When developer Dorothy Karkoukly called on architect Fadi Coussa to renovate a neglected Montreal property, it was the kind of project that doesn't come along often.
For the developer, the major attraction was the house's location on Chemin Saint-Sulpice, a leafy street in the wealthy neighbourhood of Westmount. Despite being just minutes from busy Sherbrooke Street, the setting is very peaceful, Ms. Karkoukly says, and the house faces a wooded area.
But while the location was a "10 on 10," the house was something of an "ugly duckling," she says – like two rectangular wooden sheds fastened crudely together. The interior was no better, carved up into a warren of small rooms. There was a laundry room hogging prime real estate on the main floor, and the entire home was cluttered with relics from the former owner's travels overseas.
Alternatively describing the place as "boxy, busy, bleak" or just plain "ugly", she says, "everything was old and tired and we didn't want that feeling at all." The objective was to transform the house into something "clean, simple and natural."
For Mr. Coussa, an architect who usually works on commercial projects, renovating a residential property was a welcome change of pace.
"You don't often have the chance to do work on the mountain," he explained, referring to the house's exclusive location on the slopes of Mount Royal.
The 1950s split-level bungalow needed a gut renovation – "la démolition totale," in Ms. Karkoukly's words – giving Mr. Coussa a chance to flex his creative muscles. It also helped that Ms. Karkoukly already had a solid working relationship with the architect – having worked with him on her own home in Outremont – and that she had the budget to back it up.
"When you're in, you're in," she said.
From the street, the house now stands out as a modern venture in an otherwise traditional neighbourhood.
Though the architect worked with the home's existing footprint, he re-imagined the basic two-box design by adding a top floor and a light well to bridge the two sides of the home. Indiana stone was chosen to replace the original wooden siding.
Along a flagstone pathway, past a manicured front lawn and garden, up a few steps and through a mahogany front door, visitors arrive at an entrance hall that leads to an open concept living and dining space.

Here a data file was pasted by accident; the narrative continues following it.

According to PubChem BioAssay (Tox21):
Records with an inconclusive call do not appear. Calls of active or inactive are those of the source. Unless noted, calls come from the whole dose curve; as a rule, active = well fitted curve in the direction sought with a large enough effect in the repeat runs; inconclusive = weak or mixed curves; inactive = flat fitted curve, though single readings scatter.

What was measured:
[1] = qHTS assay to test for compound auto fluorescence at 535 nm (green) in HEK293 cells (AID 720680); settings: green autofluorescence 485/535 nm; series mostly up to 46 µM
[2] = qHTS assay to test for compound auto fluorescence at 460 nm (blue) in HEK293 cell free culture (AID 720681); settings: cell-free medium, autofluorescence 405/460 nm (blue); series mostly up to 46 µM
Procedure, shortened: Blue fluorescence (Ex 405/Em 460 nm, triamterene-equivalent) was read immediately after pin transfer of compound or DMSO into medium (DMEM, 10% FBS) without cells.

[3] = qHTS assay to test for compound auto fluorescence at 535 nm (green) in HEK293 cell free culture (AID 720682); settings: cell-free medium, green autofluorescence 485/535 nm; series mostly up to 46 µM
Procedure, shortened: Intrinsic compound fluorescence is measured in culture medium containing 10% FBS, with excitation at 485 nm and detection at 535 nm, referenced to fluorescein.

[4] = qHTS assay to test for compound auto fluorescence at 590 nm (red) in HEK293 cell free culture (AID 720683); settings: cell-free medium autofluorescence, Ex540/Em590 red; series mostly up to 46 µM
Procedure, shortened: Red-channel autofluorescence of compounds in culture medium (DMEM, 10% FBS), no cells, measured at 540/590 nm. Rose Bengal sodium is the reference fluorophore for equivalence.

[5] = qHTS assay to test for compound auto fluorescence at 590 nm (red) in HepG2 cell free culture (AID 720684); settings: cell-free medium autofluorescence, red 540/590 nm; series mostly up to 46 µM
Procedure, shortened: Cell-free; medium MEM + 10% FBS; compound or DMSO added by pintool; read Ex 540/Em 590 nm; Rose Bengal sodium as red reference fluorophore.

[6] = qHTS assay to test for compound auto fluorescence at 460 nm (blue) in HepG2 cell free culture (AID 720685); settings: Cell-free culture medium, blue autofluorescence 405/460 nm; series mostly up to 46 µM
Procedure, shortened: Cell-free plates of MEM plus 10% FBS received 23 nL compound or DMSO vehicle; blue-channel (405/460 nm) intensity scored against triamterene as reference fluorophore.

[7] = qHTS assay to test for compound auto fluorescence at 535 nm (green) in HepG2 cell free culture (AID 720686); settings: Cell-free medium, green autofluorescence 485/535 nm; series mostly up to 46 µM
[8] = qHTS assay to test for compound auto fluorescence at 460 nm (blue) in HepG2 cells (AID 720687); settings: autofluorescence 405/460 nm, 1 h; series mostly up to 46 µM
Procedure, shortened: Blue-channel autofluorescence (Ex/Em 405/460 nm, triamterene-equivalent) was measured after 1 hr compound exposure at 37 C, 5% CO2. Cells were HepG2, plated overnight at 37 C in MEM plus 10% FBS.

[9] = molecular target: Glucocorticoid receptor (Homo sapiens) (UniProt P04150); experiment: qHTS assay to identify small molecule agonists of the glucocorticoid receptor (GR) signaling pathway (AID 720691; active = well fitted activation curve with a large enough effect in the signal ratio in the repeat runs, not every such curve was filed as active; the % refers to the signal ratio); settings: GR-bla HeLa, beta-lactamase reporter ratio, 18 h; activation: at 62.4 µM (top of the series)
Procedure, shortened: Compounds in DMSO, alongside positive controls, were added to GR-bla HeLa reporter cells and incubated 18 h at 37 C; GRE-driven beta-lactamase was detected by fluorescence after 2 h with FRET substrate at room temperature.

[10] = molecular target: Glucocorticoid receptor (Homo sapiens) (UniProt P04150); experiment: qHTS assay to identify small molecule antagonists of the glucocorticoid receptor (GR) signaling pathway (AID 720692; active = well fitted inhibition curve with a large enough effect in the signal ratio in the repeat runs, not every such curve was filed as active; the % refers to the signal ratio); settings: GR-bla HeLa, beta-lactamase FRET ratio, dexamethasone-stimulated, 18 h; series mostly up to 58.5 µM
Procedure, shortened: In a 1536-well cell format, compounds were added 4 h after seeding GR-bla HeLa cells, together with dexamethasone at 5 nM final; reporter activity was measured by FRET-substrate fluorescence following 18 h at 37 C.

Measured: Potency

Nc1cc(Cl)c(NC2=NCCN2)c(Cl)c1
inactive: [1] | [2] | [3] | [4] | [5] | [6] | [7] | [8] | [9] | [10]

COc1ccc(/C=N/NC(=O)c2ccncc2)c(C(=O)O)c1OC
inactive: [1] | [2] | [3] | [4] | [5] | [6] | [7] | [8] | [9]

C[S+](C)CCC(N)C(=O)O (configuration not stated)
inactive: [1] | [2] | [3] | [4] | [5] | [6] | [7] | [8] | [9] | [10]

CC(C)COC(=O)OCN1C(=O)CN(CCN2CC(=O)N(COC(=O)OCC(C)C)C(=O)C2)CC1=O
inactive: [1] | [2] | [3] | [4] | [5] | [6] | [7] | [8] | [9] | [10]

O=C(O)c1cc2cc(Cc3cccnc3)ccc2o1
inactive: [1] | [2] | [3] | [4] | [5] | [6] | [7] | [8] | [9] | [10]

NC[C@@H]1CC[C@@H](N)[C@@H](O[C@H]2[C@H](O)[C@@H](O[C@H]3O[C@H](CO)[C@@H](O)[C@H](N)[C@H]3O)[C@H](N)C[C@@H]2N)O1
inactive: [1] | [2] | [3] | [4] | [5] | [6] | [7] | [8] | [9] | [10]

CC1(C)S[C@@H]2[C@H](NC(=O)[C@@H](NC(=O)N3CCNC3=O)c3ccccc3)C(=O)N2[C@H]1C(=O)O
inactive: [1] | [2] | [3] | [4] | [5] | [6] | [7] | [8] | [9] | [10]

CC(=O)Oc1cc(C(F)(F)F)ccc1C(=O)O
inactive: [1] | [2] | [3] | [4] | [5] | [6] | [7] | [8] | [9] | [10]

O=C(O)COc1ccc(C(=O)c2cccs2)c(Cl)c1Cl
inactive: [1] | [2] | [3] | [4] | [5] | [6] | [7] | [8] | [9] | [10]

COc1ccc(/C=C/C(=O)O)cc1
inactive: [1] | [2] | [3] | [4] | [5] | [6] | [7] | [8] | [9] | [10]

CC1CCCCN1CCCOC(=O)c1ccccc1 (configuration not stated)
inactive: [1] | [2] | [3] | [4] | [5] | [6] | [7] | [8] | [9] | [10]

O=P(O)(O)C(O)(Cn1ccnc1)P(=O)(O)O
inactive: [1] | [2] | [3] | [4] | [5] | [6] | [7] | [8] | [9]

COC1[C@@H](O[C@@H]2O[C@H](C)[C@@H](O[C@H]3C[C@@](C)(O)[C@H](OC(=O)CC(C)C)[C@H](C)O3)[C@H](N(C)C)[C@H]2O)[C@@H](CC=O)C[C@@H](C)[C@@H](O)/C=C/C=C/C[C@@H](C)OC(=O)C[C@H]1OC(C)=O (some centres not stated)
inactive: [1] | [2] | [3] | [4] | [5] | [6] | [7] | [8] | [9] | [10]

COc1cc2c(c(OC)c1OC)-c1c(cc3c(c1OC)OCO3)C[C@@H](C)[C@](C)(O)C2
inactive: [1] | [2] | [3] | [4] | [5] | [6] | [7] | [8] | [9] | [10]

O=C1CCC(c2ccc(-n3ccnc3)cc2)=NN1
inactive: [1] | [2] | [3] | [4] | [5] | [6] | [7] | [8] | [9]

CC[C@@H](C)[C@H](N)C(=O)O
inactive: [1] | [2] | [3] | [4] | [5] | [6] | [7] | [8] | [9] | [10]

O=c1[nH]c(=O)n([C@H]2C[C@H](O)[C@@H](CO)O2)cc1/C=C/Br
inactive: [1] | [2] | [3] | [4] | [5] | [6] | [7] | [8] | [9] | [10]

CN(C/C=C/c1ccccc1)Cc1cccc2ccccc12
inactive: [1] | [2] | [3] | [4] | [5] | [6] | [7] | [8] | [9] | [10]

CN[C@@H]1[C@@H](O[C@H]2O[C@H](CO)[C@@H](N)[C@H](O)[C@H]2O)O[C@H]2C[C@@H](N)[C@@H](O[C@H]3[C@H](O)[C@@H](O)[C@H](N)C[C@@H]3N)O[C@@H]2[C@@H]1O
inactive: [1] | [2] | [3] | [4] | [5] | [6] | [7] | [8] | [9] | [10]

There are understated white-oak floors, stainless steel banisters, an oversized drum-shaped light fixture, and a floating fireplace in the seating area.
The back wall is aligned to take advantage of the house's position on Mount Royal; three floor-to-ceiling windows offer views of downtown Montreal and the St. Lawrence River in the distance.
"You can't duplicate this view," Ms. Karkoukly said, noting that the back exposure had previously been neglected.
The architect added doors leading off the dining room to a large balcony. Because the house is constructed on a steeply pitched slope, the balcony lies far above the garden below – a "cantilevered" effect, Mr. Coussa said.
The kitchen is sleek and contemporary, with glossy Poggenpohl cabinets and white quartz countertops. Large windows face the street, and there are two islands with two sinks for avid cooks. A backsplash of white-and-grey Calacatta marble adds a bit of pattern to the otherwise unadorned space.
Also in the kitchen, the architect retained one of the only distinguishing features from the original home: an S-shaped curve in the wall, which the developer subsequently fitted with a custom banquette.
One of Mr. Coussa's major additions was an airy stairwell running from the basement to the top floor, with a series of vertical windows uniting the different floors and bringing light into the heart of the home.
Immediately upstairs from the entrance hall lies a den with windows on two sides, and further upstairs, there are three bedrooms and two bathrooms. The windows of the master bedroom and adjoining bathroom look onto mature deciduous trees, creating the feeling of being perched in a very modern tree house. The master bath features more grey-and-white marble, heated floors, contemporary fixtures, and a freestanding tub and sinks by Quebec-based company Wetstyle.
On the very bottom floor, there are two bedrooms and a bathroom, making the house ideal for a blended family or parents with teenagers, Ms. Karkoukly noted, since the downstairs has its own entrance and private lounge.
Although the renovation ran over budget – 50 per cent more than expected, she said – the result is a far cry from its dark and dreary predecessor.
"I love creating beautiful out of ugly."
Special to The Globe and Mail